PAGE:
Immoveable property, as the term implies, is property that cannot be moved or is permanently affixed to the earth’s surface. We commonly refer to land or a real estate property when we talk about the earth’s surface. As a result, land and things permanently attached to the land are considered immovable property. Immovable property is defined by a number of statutes.
Different types of immovable properties
The various forms of immovable properties that can be found in real estate have been covered below :
2. Land-based advantagesEvery benefit that emerges from land is regarded as immovable property, aside from actual land. Immovable property advantages, hereditary allowances, fishing, and ferries are all covered by the Registration Act. Immovable property also includes the right to collect profits and rent from immovable property, as well as the right to collect dues from a market on a specific piece of land.
3. Things that are rooted in the ground: The term “connected to earth” is defined in Section 3 of the Transfer of Property Act to mean:Shrubs and trees that are rooted in the earth, with the exception of standing wood, grasses, and crops, are rooted in the earth. The classification of shrubs and trees as immovable or moveable is dependent on the conditions.If the objective is for trees to continue to benefit from any additional nutrition or sustenance while enjoying their fruits, then the tree is considered immovable property. However, if the objective is to evict them as soon as the wood is used for construction or any other industrial purpose, they will be deemed timber and will be regarded moveable property.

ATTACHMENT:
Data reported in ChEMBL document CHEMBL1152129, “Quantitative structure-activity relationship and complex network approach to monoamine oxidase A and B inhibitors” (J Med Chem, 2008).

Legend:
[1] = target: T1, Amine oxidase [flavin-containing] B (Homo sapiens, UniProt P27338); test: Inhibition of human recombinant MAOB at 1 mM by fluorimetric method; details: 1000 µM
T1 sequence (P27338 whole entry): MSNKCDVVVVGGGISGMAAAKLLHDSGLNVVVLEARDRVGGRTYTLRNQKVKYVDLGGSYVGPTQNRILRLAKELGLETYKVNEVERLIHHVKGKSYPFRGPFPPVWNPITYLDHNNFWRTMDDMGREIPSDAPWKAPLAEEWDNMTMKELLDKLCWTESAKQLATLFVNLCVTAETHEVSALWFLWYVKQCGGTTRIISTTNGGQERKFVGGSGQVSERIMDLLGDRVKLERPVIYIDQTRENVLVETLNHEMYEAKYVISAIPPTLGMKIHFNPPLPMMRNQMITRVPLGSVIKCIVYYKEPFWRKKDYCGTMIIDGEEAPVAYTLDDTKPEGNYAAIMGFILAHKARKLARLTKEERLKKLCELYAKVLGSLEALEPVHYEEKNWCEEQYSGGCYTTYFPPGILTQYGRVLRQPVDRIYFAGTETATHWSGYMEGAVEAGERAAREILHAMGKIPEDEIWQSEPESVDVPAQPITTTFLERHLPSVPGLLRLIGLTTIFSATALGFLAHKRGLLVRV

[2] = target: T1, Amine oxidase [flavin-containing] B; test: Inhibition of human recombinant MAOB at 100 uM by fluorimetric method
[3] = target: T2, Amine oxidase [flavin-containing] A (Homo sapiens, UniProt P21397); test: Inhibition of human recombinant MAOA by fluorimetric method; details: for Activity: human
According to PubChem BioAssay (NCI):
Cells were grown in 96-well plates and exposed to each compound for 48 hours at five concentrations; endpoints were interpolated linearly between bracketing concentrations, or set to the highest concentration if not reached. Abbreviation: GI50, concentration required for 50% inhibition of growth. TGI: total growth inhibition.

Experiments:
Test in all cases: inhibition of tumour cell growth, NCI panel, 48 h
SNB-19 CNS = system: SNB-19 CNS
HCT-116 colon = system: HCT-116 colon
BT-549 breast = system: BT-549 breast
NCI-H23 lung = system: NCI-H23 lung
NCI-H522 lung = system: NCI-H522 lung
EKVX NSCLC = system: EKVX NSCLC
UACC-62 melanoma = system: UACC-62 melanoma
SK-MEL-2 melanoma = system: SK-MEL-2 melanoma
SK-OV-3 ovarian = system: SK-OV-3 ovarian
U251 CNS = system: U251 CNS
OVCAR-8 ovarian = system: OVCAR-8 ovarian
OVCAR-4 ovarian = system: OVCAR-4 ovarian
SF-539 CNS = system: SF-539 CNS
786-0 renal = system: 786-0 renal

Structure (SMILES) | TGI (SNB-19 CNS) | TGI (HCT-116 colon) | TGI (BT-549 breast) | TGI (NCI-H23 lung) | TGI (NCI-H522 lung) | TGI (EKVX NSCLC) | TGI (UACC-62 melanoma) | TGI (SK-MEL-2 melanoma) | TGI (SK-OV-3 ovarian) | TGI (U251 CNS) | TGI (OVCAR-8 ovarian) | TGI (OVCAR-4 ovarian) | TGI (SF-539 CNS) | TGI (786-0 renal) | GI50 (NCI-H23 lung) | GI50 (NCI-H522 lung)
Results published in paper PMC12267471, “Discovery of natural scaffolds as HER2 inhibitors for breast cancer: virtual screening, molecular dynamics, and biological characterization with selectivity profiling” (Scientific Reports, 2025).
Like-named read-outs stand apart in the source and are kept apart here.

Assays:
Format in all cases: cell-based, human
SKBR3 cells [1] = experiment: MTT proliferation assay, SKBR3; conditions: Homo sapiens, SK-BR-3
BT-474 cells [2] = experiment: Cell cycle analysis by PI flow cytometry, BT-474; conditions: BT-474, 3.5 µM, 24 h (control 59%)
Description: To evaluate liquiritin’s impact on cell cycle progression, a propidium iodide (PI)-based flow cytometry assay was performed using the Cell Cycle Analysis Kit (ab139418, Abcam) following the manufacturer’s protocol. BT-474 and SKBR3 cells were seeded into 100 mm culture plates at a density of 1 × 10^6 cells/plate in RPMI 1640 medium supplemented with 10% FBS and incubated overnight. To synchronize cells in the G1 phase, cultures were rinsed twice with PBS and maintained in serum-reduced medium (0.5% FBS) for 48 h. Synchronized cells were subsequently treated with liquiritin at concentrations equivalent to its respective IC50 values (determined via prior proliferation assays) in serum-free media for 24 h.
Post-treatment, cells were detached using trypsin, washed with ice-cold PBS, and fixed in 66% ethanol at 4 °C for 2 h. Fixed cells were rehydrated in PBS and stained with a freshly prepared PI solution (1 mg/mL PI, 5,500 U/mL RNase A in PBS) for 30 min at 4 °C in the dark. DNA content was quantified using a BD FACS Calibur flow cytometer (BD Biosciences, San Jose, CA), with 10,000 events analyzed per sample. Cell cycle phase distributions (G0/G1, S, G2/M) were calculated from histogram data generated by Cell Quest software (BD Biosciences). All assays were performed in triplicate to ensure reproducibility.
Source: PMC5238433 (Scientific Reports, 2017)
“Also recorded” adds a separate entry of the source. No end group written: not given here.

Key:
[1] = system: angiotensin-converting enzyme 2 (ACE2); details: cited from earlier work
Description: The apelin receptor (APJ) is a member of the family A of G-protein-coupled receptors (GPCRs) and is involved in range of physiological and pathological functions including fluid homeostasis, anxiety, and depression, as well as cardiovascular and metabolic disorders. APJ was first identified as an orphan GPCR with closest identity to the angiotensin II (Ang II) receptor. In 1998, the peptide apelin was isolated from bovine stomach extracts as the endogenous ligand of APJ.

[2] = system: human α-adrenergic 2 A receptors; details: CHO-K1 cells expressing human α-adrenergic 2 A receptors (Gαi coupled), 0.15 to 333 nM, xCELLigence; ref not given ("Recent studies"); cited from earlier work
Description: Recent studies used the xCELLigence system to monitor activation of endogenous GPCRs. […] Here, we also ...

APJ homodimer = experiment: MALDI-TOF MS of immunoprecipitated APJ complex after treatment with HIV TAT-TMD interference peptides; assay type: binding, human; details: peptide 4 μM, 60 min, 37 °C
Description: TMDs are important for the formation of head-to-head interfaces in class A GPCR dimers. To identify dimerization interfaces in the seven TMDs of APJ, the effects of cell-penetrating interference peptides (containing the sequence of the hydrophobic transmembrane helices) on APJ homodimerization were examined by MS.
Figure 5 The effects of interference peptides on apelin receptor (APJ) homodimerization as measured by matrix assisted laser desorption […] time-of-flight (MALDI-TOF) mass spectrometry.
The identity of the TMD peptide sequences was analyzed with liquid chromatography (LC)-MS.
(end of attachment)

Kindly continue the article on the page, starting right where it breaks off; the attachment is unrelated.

Things embedded in the earth – Things embedded in the earth include structures such as buildings and residences. Certain objects, such as an embedded anchor in the ground to retain a ship, are not considered immovable properties, and the determination of whether they are immovable or moveable is case-by-case.
Things that are connected to something that is deeply embedded – Permanent and immovable properties include the permanent benefit enjoyment of things affixed to the land, such as windows and doors. Window shades and electric fans, on the other hand, are considered movable property.
Chattel linked to structures or the earth – Moving properties include growing grasses and crops, as well as standing timber. If the land is sold, the standing wood and producing crops can be passed on to new owners.
Rights associated with immovable property
The following are the rights that a person who owns immovable property enjoys. These are some of them:
Rent collection rights – A property owner has the legal right to collect rent by renting out or leasing the property in question.
Right to collect dues – If the property has been rented out so that another party/person can cultivate it or utilise it as part of his/her service, the owner of the immovable property has the right to collect the rent.
Right of the ferry – This refers to the authority’s right to keep a vessel afloat on a body of water in order to transport people and vehicles across it for a fee. A ferry can also serve as a roadway extension from one side of a water body to the other.
Right of way – A piece of land can be either public or private, and infringing on it can be a legal violation.
Right of fishery – There may be access rights to fish in a specific water body or to a specific factory that are solely available to the owner of the immovable property.
Finally, an immovable property is one of the most popular investment products, especially among investors with a long-term investment goal. It can be considered an evergreen investment choice due to its non-depreciating nature.
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